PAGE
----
July was another strong month for employment in South Carolina, with the Charleston region continuing to outperform other metro areas, particularly in job gains for the hospitality and tourism sector.
The local hospital workforce is swelling in numbers this year, boosted by the opening of a towering children's hospital downtown, major renovation projects and a new hospital in Berkeley County.
The four area hospital systems are adding at least 1,150 jobs together by the end of 2019. Given the latest numbers from the Charleston Regional Development Alliance, the additions represent a roughly 5 percent increase in employment.
It's a low estimate, one that doesn't fully capture the entire field of medical workers who work in independent practices and for other companies.
The year has already been one of striking expansion for the Charleston region's health care industry. The Medical University of South Carolina bought four out-of-town hospitals and unveiled the long-awaited Shawn Jenkins Children's Hospital. Roper St. Francis is opening a 50-bed hospital in Berkeley County, the first full-service facility there in years. And Trident Health is in the midst of a $100 million update to its Summerville Medical Center.
By far the greatest increase in jobs in the hospital industry this year comes from the children's hospital, which is projected to add between 600 and 800 positions on its own. MUSC also opened a children's pavilion in North Charleston earlier this year, and plans to open another campus at Citadel Mall in December.
Hospitals tend to grow in response to population increases, said Tina Wirth, senior vice president of talent advancement at the Charleston Metro Chamber of Commerce. People have been flocking to the region for years, and in 2019, a number of capital projects years in the making are being finalized. The chamber's research predicts the medical field will add 3,700 jobs between 2017 and 2022, trailing only the manufacturing and tourism industries.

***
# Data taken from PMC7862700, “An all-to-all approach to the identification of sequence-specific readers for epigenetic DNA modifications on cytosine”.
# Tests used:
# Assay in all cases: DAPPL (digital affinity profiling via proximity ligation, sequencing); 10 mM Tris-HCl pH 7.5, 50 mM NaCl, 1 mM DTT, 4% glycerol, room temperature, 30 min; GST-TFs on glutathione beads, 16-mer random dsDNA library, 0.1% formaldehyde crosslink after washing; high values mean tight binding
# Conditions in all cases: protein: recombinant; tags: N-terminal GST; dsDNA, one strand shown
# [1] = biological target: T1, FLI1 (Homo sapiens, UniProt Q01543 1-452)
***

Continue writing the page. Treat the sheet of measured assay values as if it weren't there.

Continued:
Overall, the Charleston region has added 8,400 jobs since July 2018, outpacing the rest of the state, according to numbers released Friday by the S.C. Department of Employment and Workforce.
Berkeley County, the second-fastest growing county in South Carolina, has attracted hospital companies' attention for new development.
"They are reacting to the demands of the marketplace," Wirth said.
Roper St. Francis' $117 million hospital in Berkeley County will open in October, adding 300 new jobs. The new complex is situated not far from the Carnes Crossroads development in Goose Creek, where competing billboards line the road and advertise hospital companies' offerings. "Doctors in your neighborhood," one for Roper St. Francis reads.
Trident Health, which operates Trident Medical Center and Summerville Medical Center, is adding 140 full-time employees this year. Forty of those jobs are at the system's outlying physician's offices, said Todd Gallati, CEO of Trident Health. That represents a typical amount of growth for the hospital system. The number of patients admitted to the hospital system has grown by 3 percent this year, Gallati said.
35,000 square feet have been added to Summerville Medical Center, where the population has been rapidly growing for years.
On the other side of Interstate 26, Trident Medical Center is also getting a facelift. Thirty-four new beds will be added there, along with 10 beds in an intensive care unit.
East Cooper Medical Center in Mount Pleasant is adding 60 positions this year, Patrick Downes, its CEO, said.
Jobs added in the hospital industry are also high-paying. The average annual wage for Charleston health care practitioners is $77,770, according to the Bureau of Labor Statistics.
The wage is about half that for health care support staff, however. Wirth said while some entry-level jobs do not offer high wages, the health care industry excels in offering its workforce educational opportunities.
"Where hospitals have been amazing is that a lot of them will work to upscale their own staff," she said.
Part of the reason for that investment in people already working for hospitals is a shortage in workers across health care professions. More nurses are constantly needed.
"That is a profession that is almost always in demand in our hospitals," Gallati said.
One report suggests South Carolina will have the fourth-highest nursing shortage in the country by 2030.
A projected labor crunch within South Carolina's health care industry could be approaching critical status.
In the last couple of years, Gallati said it has been harder to find mid-career nurses.
Among the 300 people needed to staff Roper St. Francis' new hospital, nurses have been the most difficult to hire, said Jennifer Crawford, the chief nurse at the new outpost.
"Everybody is trying to get the best of the best," she said.
Crawford, who is in charge of the hiring effort, said many current employees asked to be moved to the Berkeley Hospital. Approved years ago when the area population was smaller, Roper St. Francis is already expecting to expand the Berkeley Hospital.
More jobs could be in the pipeline: All three of the hospital systems have plans to keep building.